Not all thoughts express happiness. Some thoughts are intrusive and unwelcome that can result in fixation about something or recurring behavioral tendencies or a combination of both that may cause anxiety. Experts club these kinds of behavioral issues under obsessive-compulsive disorder (OCD), a mental condition in which an individual has reoccurring thoughts as well as the urge to repeat behaviors again and again.
Behavioral scientists have been seeking effective treatment methods for OCD. Now, a group of researchers from the University of California, Los Angeles (UCLA) has suggested that OCD patients when subject to talk therapy exhibit clear-cut transformations in their brains, in addition to showing amelioration in their compulsive behavior. For their study, the researchers got OCD patients treated with cognitive behavioral therapy (CBT) to enable them withstand symptoms of compulsive behavior and, thereby, reduce stress. The findings of the study titled “Mechanisms of cognitive-behavioral therapy for obsessive-compulsive disorder involve robust and extensive increases in brain network connectivity” were published online in the journal Translational Psychiatry in September 2017.
The researchers observed 43 OCD patients who had received CBT and 24 others who did not suffer from the disorder. All the respondents were required to undergo scans using a neuroimaging tool called functional magnetic resonance imaging or fMRI. OCD patients were subject to further examination prior to and after a month of treatment. The participants who showed no signs of OCD were also examined before and after four weeks of the study process.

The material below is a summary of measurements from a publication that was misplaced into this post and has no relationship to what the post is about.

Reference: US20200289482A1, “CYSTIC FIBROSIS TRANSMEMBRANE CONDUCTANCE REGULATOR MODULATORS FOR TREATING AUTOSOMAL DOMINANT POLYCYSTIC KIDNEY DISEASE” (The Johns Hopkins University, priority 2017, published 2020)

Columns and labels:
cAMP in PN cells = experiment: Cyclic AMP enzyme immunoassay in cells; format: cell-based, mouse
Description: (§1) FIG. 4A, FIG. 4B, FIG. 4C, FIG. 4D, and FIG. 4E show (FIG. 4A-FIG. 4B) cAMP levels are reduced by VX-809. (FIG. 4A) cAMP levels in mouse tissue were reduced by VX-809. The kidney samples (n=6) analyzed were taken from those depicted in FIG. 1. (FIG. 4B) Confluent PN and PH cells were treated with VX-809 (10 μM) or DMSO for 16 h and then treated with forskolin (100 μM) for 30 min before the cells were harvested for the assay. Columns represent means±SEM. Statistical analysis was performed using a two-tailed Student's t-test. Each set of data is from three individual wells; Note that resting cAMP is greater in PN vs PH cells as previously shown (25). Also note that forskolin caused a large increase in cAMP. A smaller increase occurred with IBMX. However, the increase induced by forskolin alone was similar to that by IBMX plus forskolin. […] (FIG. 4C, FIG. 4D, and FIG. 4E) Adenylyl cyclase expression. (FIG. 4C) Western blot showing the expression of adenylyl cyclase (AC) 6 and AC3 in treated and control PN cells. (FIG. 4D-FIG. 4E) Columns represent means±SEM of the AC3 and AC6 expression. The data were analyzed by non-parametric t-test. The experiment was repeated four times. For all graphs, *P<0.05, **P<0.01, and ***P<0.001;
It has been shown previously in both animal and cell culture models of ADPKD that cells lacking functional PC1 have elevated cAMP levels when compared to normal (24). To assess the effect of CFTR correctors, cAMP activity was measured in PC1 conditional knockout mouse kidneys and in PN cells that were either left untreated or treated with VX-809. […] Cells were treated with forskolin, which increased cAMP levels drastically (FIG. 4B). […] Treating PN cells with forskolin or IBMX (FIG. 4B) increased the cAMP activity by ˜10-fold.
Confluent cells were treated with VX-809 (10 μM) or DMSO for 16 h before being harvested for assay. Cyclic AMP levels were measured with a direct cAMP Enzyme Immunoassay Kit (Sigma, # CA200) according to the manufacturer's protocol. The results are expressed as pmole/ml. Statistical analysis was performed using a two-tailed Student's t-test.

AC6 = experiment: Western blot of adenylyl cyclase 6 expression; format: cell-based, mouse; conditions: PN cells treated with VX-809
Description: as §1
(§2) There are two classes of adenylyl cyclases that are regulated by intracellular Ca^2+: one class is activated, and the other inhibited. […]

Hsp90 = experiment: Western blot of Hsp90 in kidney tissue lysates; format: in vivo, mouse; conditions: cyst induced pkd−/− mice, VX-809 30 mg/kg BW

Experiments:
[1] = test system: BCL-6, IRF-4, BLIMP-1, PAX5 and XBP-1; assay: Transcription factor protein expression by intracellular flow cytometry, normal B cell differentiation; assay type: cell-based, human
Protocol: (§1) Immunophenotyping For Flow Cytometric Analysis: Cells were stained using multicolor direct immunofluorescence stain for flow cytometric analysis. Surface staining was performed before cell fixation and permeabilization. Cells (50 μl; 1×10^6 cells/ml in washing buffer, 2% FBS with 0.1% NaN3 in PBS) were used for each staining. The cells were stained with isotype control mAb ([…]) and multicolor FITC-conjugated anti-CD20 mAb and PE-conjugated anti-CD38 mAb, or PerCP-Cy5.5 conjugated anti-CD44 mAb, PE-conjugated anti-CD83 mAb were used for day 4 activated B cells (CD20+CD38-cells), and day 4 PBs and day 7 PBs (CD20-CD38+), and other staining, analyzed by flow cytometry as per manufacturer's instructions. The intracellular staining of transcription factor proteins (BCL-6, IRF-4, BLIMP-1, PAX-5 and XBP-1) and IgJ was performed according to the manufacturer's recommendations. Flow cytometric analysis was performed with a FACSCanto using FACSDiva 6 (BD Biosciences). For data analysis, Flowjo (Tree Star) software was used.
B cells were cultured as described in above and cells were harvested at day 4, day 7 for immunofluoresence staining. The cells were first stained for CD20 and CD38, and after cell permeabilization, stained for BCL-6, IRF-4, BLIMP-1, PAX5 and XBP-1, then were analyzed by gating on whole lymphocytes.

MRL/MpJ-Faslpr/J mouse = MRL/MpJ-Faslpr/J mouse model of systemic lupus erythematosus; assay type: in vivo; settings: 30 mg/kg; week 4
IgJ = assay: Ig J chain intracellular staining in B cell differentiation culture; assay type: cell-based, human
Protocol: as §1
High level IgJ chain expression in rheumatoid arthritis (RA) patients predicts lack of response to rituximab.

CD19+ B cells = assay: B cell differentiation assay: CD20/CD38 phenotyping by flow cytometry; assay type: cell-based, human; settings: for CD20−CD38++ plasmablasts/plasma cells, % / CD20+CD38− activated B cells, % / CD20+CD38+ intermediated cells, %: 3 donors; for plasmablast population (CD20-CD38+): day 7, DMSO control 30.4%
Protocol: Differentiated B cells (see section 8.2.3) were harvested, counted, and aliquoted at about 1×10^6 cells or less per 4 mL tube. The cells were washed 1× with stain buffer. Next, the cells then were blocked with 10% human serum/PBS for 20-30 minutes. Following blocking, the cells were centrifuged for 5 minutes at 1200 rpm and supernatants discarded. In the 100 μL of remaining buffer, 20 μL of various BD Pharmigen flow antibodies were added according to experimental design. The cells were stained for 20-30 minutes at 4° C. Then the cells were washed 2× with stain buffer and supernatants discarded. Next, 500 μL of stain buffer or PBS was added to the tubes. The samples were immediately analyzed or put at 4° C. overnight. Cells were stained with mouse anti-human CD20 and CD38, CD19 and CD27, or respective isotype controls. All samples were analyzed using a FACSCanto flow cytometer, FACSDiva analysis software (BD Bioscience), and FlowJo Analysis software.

Comparison of the brain scans of the respondents before and after the treatment revealed an increase in connectivity, highlighting more communication between the cerebellum and the striatum, in addition to the interconnection between the cerebellum and the prefrontal cortex. While the scans of respondents sans any symptom of OCD did not reflect any changes, zero transformations were observed among OCD patients who had waited for a month before availing the treatment, underscoring the fact that brain changes do not occur automatically with the passage of time.
The researchers found that the patients had developed greater strength in the interrelationships between brain regions, which shows that they may have developed new non-compulsive behavioral traits and thought patterns. Commenting on the findings, senior author of the study Dr. Jamie Feusner said, “The changes appeared to compensate for, rather than correct, underlying brain dysfunction. The findings open the door for future research, new treatment targets and new approaches.”
The researchers opine that the results provide hope and motivation to millions of Americans afflicted with this disorder. According to the National Institute of Mental Health (NIMH), roughly 1 percent of the adult U.S. population suffers from OCD.
Currently, physicians treat OCD patients by recommending them necessary medications and behavioral therapies aimed at lowering the gravity of the symptoms they manifest. The observations are significant as they lay ground for a new kind of therapeutic interventions that may not only be more efficient in nature, but can also help bring down costs associated with the treatment process.
If a person is grappling with mental disorders such as OCD or severe anxiety, he/she should immediately seek treatment at a reputed behavioral health care center. Sovereign Health at its OCD treatment centers for women in Arizona offers tailor-made treatment plans that also seek to address any underlying mental illness. For more information about our OCD treatment centers for women, or to know about our state-of-the-art rehab centers spread across the U.S., call our 24/7 helpline or chat online with one of our representatives.